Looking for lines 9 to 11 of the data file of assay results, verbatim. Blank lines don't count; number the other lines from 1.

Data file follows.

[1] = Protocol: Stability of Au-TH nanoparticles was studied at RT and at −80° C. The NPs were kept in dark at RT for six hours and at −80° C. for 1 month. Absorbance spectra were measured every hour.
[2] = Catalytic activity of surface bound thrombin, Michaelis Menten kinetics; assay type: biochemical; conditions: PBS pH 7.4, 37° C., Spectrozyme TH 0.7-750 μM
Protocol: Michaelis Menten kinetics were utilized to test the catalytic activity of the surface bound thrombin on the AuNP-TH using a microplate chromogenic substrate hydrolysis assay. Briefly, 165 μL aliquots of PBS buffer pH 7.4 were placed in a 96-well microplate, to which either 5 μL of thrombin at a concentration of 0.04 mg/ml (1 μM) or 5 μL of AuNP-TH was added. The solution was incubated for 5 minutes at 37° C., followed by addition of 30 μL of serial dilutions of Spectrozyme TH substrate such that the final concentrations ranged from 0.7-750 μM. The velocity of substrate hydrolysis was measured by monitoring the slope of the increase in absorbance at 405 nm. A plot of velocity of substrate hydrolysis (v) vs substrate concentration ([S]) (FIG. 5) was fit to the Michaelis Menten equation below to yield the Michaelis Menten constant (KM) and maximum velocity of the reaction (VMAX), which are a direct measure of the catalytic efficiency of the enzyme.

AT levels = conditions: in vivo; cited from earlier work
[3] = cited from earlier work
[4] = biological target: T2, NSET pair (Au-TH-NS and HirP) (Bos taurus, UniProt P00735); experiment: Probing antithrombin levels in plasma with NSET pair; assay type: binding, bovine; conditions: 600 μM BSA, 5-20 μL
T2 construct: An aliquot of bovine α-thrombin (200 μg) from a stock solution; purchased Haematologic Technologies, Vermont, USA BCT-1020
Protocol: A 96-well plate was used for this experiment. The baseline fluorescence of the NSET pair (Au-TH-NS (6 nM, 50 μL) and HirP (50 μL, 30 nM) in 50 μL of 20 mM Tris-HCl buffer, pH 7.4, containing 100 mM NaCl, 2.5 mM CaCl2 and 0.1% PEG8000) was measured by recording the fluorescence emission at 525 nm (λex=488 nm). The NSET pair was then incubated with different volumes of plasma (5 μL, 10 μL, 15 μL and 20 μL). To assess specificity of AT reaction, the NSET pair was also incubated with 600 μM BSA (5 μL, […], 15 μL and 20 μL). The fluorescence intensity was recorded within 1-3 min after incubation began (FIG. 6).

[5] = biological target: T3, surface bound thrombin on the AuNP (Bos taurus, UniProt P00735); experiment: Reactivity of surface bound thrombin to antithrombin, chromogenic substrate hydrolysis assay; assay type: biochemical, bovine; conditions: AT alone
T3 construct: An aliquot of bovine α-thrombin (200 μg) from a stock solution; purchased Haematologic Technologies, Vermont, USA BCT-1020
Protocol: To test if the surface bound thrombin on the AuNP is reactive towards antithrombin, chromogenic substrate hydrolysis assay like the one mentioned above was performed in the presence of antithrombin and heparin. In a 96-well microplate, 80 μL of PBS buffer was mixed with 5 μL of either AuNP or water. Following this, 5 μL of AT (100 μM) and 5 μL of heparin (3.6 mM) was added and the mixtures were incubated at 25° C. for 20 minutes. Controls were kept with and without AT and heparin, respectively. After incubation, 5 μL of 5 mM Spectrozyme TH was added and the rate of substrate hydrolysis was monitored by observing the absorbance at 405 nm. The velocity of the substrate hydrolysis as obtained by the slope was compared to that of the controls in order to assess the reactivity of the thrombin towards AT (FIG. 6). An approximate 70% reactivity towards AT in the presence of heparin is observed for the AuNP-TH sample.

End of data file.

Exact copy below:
[5] = biological target: T3, surface bound thrombin on the AuNP (Bos taurus, UniProt P00735); experiment: Reactivity of surface bound thrombin to antithrombin, chromogenic substrate hydrolysis assay; assay type: biochemical, bovine; conditions: AT alone
T3 construct: An aliquot of bovine α-thrombin (200 μg) from a stock solution; purchased Haematologic Technologies, Vermont, USA BCT-1020
Protocol: To test if the surface bound thrombin on the AuNP is reactive towards antithrombin, chromogenic substrate hydrolysis assay like the one mentioned above was performed in the presence of antithrombin and heparin. In a 96-well microplate, 80 μL of PBS buffer was mixed with 5 μL of either AuNP or water. Following this, 5 μL of AT (100 μM) and 5 μL of heparin (3.6 mM) was added and the mixtures were incubated at 25° C. for 20 minutes. Controls were kept with and without AT and heparin, respectively. After incubation, 5 μL of 5 mM Spectrozyme TH was added and the rate of substrate hydrolysis was monitored by observing the absorbance at 405 nm. The velocity of the substrate hydrolysis as obtained by the slope was compared to that of the controls in order to assess the reactivity of the thrombin towards AT (FIG. 6). An approximate 70% reactivity towards AT in the presence of heparin is observed for the AuNP-TH sample.